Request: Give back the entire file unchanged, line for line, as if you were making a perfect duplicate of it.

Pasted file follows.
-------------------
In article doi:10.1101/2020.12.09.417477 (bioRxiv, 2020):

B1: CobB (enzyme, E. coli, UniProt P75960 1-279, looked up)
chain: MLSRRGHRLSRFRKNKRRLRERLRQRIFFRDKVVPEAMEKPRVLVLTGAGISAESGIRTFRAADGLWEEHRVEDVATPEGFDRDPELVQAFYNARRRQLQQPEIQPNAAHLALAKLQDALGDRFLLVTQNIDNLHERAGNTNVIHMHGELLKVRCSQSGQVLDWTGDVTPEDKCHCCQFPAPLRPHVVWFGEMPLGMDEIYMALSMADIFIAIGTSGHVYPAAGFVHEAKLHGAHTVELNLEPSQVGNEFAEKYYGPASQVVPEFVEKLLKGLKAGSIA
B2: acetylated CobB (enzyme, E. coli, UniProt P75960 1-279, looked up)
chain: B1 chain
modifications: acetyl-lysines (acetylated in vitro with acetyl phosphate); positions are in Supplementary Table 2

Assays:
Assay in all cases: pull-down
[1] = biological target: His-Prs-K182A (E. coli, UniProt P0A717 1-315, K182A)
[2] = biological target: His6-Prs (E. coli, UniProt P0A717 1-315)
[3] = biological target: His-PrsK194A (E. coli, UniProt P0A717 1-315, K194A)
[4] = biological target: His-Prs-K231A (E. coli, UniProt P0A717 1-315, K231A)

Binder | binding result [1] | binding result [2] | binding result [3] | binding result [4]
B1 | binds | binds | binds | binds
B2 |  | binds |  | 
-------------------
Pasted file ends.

In article doi:10.1101/2020.12.09.417477 (bioRxiv, 2020):

B1: CobB (enzyme, E. coli, UniProt P75960 1-279, looked up)
chain: MLSRRGHRLSRFRKNKRRLRERLRQRIFFRDKVVPEAMEKPRVLVLTGAGISAESGIRTFRAADGLWEEHRVEDVATPEGFDRDPELVQAFYNARRRQLQQPEIQPNAAHLALAKLQDALGDRFLLVTQNIDNLHERAGNTNVIHMHGELLKVRCSQSGQVLDWTGDVTPEDKCHCCQFPAPLRPHVVWFGEMPLGMDEIYMALSMADIFIAIGTSGHVYPAAGFVHEAKLHGAHTVELNLEPSQVGNEFAEKYYGPASQVVPEFVEKLLKGLKAGSIA
B2: acetylated CobB (enzyme, E. coli, UniProt P75960 1-279, looked up)
chain: B1 chain
modifications: acetyl-lysines (acetylated in vitro with acetyl phosphate); positions are in Supplementary Table 2

Assays:
Assay in all cases: pull-down
[1] = biological target: His-Prs-K182A (E. coli, UniProt P0A717 1-315, K182A)
[2] = biological target: His6-Prs (E. coli, UniProt P0A717 1-315)
[3] = biological target: His-PrsK194A (E. coli, UniProt P0A717 1-315, K194A)
[4] = biological target: His-Prs-K231A (E. coli, UniProt P0A717 1-315, K231A)

Binder | binding result [1] | binding result [2] | binding result [3] | binding result [4]
B1 | binds | binds | binds | binds
B2 |  | binds |  | 